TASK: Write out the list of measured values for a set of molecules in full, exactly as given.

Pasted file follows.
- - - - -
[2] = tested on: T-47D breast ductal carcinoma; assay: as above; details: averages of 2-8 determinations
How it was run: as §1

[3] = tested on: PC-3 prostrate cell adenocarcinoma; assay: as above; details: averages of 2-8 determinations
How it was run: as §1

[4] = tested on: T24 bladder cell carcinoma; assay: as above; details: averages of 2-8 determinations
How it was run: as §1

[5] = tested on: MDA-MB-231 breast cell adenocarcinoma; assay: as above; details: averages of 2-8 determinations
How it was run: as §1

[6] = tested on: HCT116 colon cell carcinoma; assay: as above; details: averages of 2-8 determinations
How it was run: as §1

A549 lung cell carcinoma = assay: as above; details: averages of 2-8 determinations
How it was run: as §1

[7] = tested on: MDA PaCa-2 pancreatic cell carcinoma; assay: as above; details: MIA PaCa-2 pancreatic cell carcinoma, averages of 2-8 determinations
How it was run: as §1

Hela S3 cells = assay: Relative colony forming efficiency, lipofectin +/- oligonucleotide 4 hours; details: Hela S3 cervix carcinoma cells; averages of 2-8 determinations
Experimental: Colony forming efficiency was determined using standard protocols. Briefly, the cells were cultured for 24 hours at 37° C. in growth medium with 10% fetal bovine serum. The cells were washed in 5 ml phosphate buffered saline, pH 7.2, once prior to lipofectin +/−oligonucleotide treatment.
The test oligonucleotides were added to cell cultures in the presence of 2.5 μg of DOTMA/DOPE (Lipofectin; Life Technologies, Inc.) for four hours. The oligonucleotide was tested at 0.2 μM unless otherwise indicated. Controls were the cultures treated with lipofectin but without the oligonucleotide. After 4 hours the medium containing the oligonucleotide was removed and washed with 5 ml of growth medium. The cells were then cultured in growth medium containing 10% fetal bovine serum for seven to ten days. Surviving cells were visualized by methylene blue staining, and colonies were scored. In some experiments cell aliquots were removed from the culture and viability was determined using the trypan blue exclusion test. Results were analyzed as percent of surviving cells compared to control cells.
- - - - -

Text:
[2] = tested on: T-47D breast ductal carcinoma; assay: as above; details: averages of 2-8 determinations
How it was run: as §1

[3] = tested on: PC-3 prostrate cell adenocarcinoma; assay: as above; details: averages of 2-8 determinations
How it was run: as §1

[4] = tested on: T24 bladder cell carcinoma; assay: as above; details: averages of 2-8 determinations
How it was run: as §1

[5] = tested on: MDA-MB-231 breast cell adenocarcinoma; assay: as above; details: averages of 2-8 determinations
How it was run: as §1

[6] = tested on: HCT116 colon cell carcinoma; assay: as above; details: averages of 2-8 determinations
How it was run: as §1

A549 lung cell carcinoma = assay: as above; details: averages of 2-8 determinations
How it was run: as §1

[7] = tested on: MDA PaCa-2 pancreatic cell carcinoma; assay: as above; details: MIA PaCa-2 pancreatic cell carcinoma, averages of 2-8 determinations
How it was run: as §1

Hela S3 cells = assay: Relative colony forming efficiency, lipofectin +/- oligonucleotide 4 hours; details: Hela S3 cervix carcinoma cells; averages of 2-8 determinations
Experimental: Colony forming efficiency was determined using standard protocols. Briefly, the cells were cultured for 24 hours at 37° C. in growth medium with 10% fetal bovine serum. The cells were washed in 5 ml phosphate buffered saline, pH 7.2, once prior to lipofectin +/−oligonucleotide treatment.
The test oligonucleotides were added to cell cultures in the presence of 2.5 μg of DOTMA/DOPE (Lipofectin; Life Technologies, Inc.) for four hours. The oligonucleotide was tested at 0.2 μM unless otherwise indicated. Controls were the cultures treated with lipofectin but without the oligonucleotide. After 4 hours the medium containing the oligonucleotide was removed and washed with 5 ml of growth medium. The cells were then cultured in growth medium containing 10% fetal bovine serum for seven to ten days. Surviving cells were visualized by methylene blue staining, and colonies were scored. In some experiments cell aliquots were removed from the culture and viability was determined using the trypan blue exclusion test. Results were analyzed as percent of surviving cells compared to control cells.